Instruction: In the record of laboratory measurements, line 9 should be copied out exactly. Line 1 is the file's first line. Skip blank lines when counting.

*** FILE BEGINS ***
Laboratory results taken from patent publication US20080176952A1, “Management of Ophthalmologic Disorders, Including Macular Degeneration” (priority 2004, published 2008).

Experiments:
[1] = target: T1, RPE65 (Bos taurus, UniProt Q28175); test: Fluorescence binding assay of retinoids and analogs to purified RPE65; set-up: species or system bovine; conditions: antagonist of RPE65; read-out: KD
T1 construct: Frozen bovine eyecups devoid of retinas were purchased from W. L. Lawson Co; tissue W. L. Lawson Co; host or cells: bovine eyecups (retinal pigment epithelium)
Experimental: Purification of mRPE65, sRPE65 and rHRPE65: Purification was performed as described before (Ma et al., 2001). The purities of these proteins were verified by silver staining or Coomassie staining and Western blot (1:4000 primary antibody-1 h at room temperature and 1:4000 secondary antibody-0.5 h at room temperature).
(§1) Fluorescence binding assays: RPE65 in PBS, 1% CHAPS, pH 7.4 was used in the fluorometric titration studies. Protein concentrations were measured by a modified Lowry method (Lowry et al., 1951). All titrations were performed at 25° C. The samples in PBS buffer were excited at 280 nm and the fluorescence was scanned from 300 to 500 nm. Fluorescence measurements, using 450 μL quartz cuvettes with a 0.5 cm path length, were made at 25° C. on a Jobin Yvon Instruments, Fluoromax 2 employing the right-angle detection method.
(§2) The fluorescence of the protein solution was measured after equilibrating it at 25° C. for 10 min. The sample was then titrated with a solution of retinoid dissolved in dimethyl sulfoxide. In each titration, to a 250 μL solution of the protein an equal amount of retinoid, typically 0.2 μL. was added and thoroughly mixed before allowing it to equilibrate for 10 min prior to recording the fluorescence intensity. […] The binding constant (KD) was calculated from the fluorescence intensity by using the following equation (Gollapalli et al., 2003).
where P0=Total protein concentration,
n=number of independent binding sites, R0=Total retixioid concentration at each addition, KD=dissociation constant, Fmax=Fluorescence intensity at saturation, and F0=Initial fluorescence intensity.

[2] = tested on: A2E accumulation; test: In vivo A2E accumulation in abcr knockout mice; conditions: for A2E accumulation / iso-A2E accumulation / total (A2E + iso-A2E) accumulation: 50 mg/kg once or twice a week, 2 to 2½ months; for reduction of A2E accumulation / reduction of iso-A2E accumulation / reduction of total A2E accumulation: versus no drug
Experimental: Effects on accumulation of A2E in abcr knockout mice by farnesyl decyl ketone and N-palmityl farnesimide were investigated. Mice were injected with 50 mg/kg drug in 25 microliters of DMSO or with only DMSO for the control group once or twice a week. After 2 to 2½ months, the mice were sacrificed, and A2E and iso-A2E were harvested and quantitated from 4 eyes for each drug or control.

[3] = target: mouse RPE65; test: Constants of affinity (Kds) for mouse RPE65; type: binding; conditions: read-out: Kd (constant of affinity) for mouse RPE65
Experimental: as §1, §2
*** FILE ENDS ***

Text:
n=number of independent binding sites, R0=Total retixioid concentration at each addition, KD=dissociation constant, Fmax=Fluorescence intensity at saturation, and F0=Initial fluorescence intensity.